Monday morning, Seattle City Councilmember Kshama Sawant announced she’d be introducing an ordinance that would implement rent control in Seattle—as soon as the State of Washington lifts the long-in-place statewide ban on it.
The ban has been in place since 1981, when, as KUOW notes, a conservative-majority legislature convened empowered by the election of Ronald Reagan. It’s kept municipalities in Washington State from enacting any kind of system that would curtail rising rents, whether that looked like an existing rent control system—San Francisco, for example, is often used as a case study by rent control critics like the Rental Housing Association of Washington—or something tailor-made to work for a city like Seattle.
Literature distributed by Sawant’s office at a press conference Monday morning did not provide details on the specific policy, but said that “by rent control, we mean linking rent increases to inflation.”
“Unlike other components of an affordable housing plan, rent control, when broadly applied, can have an immediate impact on the housing market,” read the FAQ.
The ordinance follows recommendations from the Seattle Renters Commission, a city-appointed board that advises the city council and mayor’s office on issues specific to renters, that support an expanded economic evictions ordinance (another effort renewed by Sawant this morning) and urge city leaders to “affirm their support of a repeal of the Statewide rent control ban.”
In 2015, the city council passed a resolution calling for the law to be changed. The city’s 2019 legislative agenda, which was approved by the city council, calls “repeal or modification” of the law “to allow local governments to protect tenants from rent increases, without causing a negative impact on the quality or quantity of housing supply”—something that’s been part of the agenda for years now.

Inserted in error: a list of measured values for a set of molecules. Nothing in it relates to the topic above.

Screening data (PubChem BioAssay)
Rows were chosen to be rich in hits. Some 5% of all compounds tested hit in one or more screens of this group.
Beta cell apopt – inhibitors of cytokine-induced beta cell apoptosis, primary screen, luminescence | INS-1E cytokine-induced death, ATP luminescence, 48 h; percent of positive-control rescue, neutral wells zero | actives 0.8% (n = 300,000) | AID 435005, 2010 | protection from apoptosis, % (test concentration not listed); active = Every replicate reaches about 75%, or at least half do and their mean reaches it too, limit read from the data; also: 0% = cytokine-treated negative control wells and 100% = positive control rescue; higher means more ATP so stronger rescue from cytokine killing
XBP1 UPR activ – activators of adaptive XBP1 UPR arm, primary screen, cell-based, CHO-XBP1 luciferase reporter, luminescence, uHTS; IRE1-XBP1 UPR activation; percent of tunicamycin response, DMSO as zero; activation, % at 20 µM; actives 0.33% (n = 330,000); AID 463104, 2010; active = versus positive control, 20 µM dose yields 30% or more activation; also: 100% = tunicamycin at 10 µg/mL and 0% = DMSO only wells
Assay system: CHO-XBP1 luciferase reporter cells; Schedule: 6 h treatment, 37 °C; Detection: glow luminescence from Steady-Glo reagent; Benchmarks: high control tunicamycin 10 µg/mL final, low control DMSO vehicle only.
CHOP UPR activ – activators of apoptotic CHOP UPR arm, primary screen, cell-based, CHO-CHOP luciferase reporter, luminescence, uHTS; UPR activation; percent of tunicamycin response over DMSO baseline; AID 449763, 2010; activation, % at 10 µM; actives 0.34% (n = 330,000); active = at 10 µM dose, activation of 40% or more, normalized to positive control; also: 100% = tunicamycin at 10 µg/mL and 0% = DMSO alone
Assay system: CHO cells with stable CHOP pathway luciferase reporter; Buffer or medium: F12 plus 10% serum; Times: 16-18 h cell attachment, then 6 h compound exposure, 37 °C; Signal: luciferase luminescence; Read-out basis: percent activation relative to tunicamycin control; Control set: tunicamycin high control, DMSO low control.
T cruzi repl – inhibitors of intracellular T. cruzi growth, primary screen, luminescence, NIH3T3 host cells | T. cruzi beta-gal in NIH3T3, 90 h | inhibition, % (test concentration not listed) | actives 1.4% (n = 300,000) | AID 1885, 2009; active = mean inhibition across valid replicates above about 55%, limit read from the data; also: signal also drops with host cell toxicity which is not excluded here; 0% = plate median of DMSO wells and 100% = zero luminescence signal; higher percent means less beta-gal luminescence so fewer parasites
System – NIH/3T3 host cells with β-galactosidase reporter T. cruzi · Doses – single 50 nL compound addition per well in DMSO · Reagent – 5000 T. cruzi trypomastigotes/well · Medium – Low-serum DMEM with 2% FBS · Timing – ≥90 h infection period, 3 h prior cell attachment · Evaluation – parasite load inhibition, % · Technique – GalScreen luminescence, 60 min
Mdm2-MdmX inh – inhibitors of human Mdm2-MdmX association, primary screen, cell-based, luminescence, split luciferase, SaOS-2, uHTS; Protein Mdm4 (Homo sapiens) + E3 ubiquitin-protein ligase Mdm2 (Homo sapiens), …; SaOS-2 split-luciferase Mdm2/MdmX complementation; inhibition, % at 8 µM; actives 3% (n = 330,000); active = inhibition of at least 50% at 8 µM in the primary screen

Unfortunately, there’s no immediate end in sight for the statewide ban on rent control. An ordinance sponsored by Seattle state legislator Nicole Macri died in committee last year and wasn’t reintroduced for this year’s session. With the cutoff for bill introduction long gone, the legislature couldn’t repeal the ban until 2020 at the absolute earliest.
But it’s something that’s gained a lot of traction, especially west of the Cascades. While announcing the planned legislation this morning, Sawant was joined by representatives from faith and labor groups, as well as the Tenants Union of Washington—although with rising costs of housing in Seattle, it’s been a common talking point in municipal politics for a few years now. Seattle’s chapter of the Democratic Socialists of America even organized a rent control day in Olympia back in February. Similar efforts have been organized by economic and racial justice group Washington CAN.